Italy’s Lake Garda shrinks to near historic low amid drought

SIRMIONE Italy — Italy’s worst drought in decades has reduced Lake Garda, the country’s largest lake, to nearly its lowest level ever recorded, exposing portions of previously underwater rocks and warming the water to temperatures approaching the average in the Caribbean Sea.

Tourists flocking to the popular northern lake on Friday for the start of Italy’s main long summer weekend found a vastly different landscape than in years past. A vast swathe of bleached rock stretched far from the normal shoreline, encircling the southern peninsula of Sirmione with a yellow halo between the green hues of the water and the coastal trees.

“We came last year, we liked it, and we came back this year,” said tourist Beatrice Masi as she sat on the rocks. “We discovered that the landscape had changed a lot. We were a bit shocked when we arrived as we had our usual walk and the water wasn’t there.”

Northern Italy hasn’t seen significant rainfall in months, and snowfall this year fell by 70%, drying up important rivers like the Po, which flow through Italy’s agricultural and industrial heart. Many European countries, including Spain, Germany, Portugal, France, the Netherlands and Britain, have experienced droughts this summer that have damaged farmers and shippers and prompted authorities to limit water use.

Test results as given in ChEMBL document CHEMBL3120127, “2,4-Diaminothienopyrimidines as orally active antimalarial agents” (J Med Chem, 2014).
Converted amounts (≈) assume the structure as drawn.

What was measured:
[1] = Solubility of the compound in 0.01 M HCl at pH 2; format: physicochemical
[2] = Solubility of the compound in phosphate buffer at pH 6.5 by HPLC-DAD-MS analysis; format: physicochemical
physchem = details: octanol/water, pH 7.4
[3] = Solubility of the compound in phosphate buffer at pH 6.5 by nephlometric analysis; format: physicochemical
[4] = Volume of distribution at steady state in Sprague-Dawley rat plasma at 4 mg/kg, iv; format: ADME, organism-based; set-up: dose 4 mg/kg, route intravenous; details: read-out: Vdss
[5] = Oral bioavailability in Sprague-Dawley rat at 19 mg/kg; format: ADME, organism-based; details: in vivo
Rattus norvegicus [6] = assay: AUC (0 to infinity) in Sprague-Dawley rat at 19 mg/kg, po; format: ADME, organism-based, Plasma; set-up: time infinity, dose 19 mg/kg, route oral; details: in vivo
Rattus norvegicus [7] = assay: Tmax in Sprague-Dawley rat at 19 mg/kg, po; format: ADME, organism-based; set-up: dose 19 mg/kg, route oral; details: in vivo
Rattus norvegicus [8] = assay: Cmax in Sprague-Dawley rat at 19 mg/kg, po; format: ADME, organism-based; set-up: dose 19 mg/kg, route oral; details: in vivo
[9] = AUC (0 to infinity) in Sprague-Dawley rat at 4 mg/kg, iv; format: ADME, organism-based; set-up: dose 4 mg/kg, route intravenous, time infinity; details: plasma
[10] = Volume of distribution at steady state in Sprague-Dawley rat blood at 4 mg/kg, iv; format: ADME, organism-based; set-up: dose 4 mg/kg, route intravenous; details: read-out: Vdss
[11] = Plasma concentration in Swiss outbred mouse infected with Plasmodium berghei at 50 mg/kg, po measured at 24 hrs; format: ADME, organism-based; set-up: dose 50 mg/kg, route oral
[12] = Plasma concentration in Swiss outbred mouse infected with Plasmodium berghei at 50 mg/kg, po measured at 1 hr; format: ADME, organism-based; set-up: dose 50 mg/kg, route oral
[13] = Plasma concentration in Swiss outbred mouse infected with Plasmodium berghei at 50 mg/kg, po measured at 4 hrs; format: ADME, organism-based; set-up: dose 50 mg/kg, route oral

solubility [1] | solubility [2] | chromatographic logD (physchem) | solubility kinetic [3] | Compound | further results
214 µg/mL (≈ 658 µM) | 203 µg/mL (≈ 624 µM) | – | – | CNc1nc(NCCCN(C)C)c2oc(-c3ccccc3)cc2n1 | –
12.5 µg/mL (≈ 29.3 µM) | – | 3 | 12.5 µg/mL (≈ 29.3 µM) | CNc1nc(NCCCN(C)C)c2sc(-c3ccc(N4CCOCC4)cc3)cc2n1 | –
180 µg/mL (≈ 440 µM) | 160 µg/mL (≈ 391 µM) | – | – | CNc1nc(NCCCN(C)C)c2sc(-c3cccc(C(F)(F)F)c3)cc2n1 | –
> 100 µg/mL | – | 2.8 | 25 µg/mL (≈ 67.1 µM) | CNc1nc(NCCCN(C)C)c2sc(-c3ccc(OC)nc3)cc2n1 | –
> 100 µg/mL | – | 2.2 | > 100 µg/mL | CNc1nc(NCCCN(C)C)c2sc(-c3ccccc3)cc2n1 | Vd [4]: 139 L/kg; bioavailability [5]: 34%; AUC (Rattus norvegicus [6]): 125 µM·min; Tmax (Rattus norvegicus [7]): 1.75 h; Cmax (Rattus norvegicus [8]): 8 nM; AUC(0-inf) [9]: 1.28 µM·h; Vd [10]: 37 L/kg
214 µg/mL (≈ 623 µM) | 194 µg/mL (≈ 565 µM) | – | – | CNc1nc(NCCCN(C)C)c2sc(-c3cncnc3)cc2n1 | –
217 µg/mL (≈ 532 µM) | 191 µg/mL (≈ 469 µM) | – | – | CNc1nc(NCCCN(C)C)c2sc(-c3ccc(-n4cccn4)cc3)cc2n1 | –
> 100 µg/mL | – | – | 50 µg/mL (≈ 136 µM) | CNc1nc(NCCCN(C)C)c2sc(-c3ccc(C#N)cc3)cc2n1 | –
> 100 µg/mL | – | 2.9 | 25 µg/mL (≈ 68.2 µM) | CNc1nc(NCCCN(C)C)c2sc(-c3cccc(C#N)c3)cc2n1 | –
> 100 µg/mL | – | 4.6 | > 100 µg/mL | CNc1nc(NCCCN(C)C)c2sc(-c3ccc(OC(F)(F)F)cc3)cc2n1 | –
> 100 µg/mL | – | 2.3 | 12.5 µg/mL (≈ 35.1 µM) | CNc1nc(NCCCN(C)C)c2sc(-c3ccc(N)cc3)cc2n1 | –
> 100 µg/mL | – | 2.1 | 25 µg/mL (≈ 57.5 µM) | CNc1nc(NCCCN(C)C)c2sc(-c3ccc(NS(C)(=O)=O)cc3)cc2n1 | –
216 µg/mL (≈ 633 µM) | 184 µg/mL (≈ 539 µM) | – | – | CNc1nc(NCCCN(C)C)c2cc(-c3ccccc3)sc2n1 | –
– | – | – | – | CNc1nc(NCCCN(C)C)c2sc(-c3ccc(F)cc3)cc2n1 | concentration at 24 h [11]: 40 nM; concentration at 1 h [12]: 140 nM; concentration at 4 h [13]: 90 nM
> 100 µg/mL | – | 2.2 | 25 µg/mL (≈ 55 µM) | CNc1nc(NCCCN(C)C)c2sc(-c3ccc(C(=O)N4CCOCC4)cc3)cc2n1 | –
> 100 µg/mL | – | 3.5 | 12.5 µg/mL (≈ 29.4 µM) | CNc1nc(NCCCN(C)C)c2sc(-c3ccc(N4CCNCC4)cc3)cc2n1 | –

The parched state of the Po, Italy’s longest river, has already caused billions of euros in losses for farmers who normally depend on it to irrigate fields and rice paddies.

To compensate, authorities allowed more water to flow from Lake Garda to the local rivers — 70 cubic meters (2,472 cubic feet) of water per second. But in late July, they cut the amount to protect the lake and the financially important tourism associated with it.

With 45 cubic meters (1,589 cubic feet) of water per second diverted to rivers, the lake was 32 centimeters (12.6 inches) above the water table on Friday, near its lows in 2003 and 2007.

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Garda Mayor Davide Bedinelli said he needed to protect both farmers and the tourist industry. He insisted the summer season was going better than expected, despite cancellations, mainly from German tourists, during the latest heat wave in Italy in late July.

“Drought is a fact we will be dealing with this year, but the tourist season is not in danger,” Bendinelli wrote in a July 20 Facebook post.

He confirmed that the lake was losing two inches of water per day.

The lake’s temperature, meanwhile, was above the August average, according to On Friday, the water off the Garda was nearly 26 degrees Celsius (78 degrees Fahrenheit), several degrees warmer than the August average of 22 C (71.6 F) and almost the Caribbean Sea average of about 27 C (80 degrees Fahrenheit). F).

For Mario Treccani, who owns a concession of beach chairs and umbrellas on the lake, the lake’s extensive shoreline means fewer people rent his chairs, as there are now plenty of rocks for sunbathing.

“The lake is usually a meter or more than a meter higher,” he said from the rocks.

Pointing to a wall that usually blocks the water from the beach chairs, he remembered that on windy days, sometimes the waves of the lake splashed on the tourists.

Not anymore.

“It’s a bit sad. You used to hear the sound of the waves breaking here. Now you don’t hear anything,’ he said.


Nicole Winfield contributed from Rome.


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